Basically, your brain can–and will–remodel itself in response to stress, injury, your environment, a whole host of pressures. Humans are marvelously adaptive critters, but (as always) there’s a catch.
The pressures you encounter when you’re young and defenseless run deep, and they wire you for certain things. You can (and to some extent will, just by dint of getting older) change that wiring. (Yes, I know I’m reducing incredibly complex neurological and physical processes to a laughable simplicity. I ain’t no brain surgeon, and I’m not giving advice.) However, the longer you’ve spent doing something, the more deeply it’s burned into your wee neurons, and the more effort it takes to redirect.
Calm Therapist, I think, put it best when she explained that I most likely had a genetic predisposition to anxiety that environmental pressures triggered and reinforced. If I’d had a different upbringing, I might have avoided the triggering, or had different resources and means of coping when the slings and arrows of just-plain-living descended. My coping mechanisms worked when they were initially wired in–I survived, after all–but they weren’t quite doing me any favours later in life.
I had some success rewiring myself with cognitive therapy, visualization, EMDR–those were just the things that worked, because Calm Therapist and I tried a million other things as well. But then came the plateau. Again, completely normal.
So when we last visited Lili Long Ago, Calm Therapist had broached the subject of medication again. I said I’d think about it.
And I did.
My objections were many. I wanted to fix myself, dammit, and not just take a pill. I’ve seen people use medication as an excuse for bad behaviour, or habitually go off their meds and lash out, again blaming it somehow on the pills–people I do not want to be like. Plus, the idea of pills triggered the stigma of mental illness. If I depended on medication, would I finally have to admit I was weak? Broken? Less? Stupid? All those things various nasty abusers had said to me might well be true. Maybe I was a crybaby, looking for a pill to fix things.
Balanced against this was the fact that so far, Calm Therapist had been right about pretty much everything. And frankly, if something short of medication would have worked, that would have been great, but the anxiety was still with me, along with its friends the panic attacks and insomnia. If there was something that meant I could sleep again–or drive without one eye always looking for places to pull over if an attack threatened–well, that was something to sit down and think about. I wanted to give my body and brain a rest and the best possible chance to get itself rewired to a state more conducive to, let’s say, not freaking out like a prey animal every time I heard a noise. It would make me a better writer, a better mother, a better all-around human being.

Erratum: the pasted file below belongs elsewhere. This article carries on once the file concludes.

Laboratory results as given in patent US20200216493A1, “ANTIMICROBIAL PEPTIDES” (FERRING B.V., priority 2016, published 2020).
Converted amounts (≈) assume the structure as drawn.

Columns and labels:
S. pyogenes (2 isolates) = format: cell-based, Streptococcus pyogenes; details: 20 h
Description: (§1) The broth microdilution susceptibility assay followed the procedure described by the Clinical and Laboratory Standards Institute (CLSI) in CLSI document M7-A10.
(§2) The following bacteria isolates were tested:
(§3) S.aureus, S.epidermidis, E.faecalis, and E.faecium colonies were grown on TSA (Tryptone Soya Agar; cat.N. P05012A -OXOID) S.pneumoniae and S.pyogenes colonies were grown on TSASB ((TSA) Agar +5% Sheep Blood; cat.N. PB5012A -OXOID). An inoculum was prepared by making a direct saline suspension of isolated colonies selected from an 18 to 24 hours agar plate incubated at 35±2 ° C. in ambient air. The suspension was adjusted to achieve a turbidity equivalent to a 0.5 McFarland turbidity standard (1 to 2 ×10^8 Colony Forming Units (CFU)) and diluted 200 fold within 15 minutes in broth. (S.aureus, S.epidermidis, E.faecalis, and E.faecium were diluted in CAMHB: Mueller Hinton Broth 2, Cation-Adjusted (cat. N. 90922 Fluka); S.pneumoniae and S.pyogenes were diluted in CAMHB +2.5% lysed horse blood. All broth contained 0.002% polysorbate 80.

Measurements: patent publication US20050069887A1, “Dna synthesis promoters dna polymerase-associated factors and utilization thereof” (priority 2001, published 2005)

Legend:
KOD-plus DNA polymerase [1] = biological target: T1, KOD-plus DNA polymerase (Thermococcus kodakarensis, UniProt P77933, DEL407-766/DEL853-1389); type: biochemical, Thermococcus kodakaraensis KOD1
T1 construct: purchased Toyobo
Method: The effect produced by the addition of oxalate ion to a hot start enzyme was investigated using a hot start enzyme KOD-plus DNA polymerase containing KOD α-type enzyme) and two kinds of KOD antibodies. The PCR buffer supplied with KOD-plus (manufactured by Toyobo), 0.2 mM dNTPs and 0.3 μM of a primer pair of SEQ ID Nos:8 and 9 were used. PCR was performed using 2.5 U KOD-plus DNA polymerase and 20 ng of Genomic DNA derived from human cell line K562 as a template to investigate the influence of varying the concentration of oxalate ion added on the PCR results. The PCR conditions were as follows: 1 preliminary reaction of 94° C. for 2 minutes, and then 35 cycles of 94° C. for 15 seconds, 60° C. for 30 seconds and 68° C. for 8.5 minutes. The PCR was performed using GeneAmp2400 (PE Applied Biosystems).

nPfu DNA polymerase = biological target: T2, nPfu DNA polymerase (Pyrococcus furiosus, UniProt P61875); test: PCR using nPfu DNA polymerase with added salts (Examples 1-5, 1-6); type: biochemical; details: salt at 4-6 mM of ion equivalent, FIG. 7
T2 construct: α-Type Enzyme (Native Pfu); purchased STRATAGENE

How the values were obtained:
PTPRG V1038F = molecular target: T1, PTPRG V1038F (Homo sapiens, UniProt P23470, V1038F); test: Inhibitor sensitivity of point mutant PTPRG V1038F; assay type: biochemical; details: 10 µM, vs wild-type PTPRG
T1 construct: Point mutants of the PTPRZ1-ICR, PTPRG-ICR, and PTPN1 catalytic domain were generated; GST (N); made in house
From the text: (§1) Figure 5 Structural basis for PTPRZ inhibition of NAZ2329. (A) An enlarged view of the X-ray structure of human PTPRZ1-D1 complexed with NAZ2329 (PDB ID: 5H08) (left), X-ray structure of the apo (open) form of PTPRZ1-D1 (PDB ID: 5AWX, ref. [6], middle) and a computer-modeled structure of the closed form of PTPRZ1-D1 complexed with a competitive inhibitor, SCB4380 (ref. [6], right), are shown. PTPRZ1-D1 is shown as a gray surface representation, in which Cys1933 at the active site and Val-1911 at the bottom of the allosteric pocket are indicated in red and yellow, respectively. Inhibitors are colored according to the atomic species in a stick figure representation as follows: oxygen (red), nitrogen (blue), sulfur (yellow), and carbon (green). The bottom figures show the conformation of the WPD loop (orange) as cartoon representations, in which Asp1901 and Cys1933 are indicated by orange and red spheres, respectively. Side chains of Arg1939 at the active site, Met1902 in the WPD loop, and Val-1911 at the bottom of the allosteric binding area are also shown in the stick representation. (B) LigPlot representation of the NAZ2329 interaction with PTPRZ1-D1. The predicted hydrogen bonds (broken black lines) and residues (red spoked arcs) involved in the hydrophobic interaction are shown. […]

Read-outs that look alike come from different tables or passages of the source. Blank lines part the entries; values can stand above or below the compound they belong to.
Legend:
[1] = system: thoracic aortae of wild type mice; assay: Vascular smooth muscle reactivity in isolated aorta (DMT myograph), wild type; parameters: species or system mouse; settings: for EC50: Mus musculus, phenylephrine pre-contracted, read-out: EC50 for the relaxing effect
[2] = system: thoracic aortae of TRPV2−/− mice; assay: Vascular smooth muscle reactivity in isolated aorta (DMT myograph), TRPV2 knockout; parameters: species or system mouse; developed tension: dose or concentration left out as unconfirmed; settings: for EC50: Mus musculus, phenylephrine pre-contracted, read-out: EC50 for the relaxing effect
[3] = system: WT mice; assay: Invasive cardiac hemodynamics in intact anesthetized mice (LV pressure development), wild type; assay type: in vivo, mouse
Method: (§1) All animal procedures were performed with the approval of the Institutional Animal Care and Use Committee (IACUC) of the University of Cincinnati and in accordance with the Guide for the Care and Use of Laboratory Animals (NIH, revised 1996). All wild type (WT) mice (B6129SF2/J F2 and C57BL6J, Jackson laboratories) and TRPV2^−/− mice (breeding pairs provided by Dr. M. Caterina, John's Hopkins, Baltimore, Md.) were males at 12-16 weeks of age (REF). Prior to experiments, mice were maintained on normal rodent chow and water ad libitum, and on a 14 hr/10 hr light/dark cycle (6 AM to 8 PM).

Still…pills. Pills, for God’s sake.
All of which ended up with me nervously sitting in an office, explaining to a very nice lady my therapist had recommended why I didn’t want to take the damn pills, I just really didn’t, but if I had to, what was the lowest possible dose of ANYTHING she would recommend?
I’m sure that initial consultation was either hilarious or terrifying for poor Frau Doktor, as I’ll call her. (She’s tall, blonde, and very Brynhildr.) I was all but vibrating with tension and doing the nervous-talking thing. I am pretty funny when I get like that (as anyone who’s seen me speaking publicly can attest) but it can’t be comfortable to watch.
The bad news was that antianxiety medications are usually habit-forming. I squirmed on the leather couch and said, “I’ll live with the panic attacks, then. I can’t be dependent to that degree on–”
“There’s good news.” Frau Doktor interjected, gently. “You have family members that do well on antidepressants without major side effects, and low doses of those have antianxiety effects.”
I blinked. “Oh. Okay. Can you send me the research on that?”
I think it was at that moment Frau Doktor really started liking me. I do know that it was the moment I found out why Calm Therapist had recommended her, because she didn’t bat an eyelash. “Certainly. These things are only tools to help you, it makes sense for you to do your research and select the right one. I can tell you what I’d recommend, though.”
And so it was that I left clutching a prescription and some copies of medical studies with notes written all over them, and by the time I got home I found more research in my email inbox. She’d taken me at my word.
So I took her at hers, got the scrip filled, got a pill cutter (because the dose was so low they didn’t have pills in that size) and nervously (ha ha) waited for whatever would happen next.
Next: Side Effects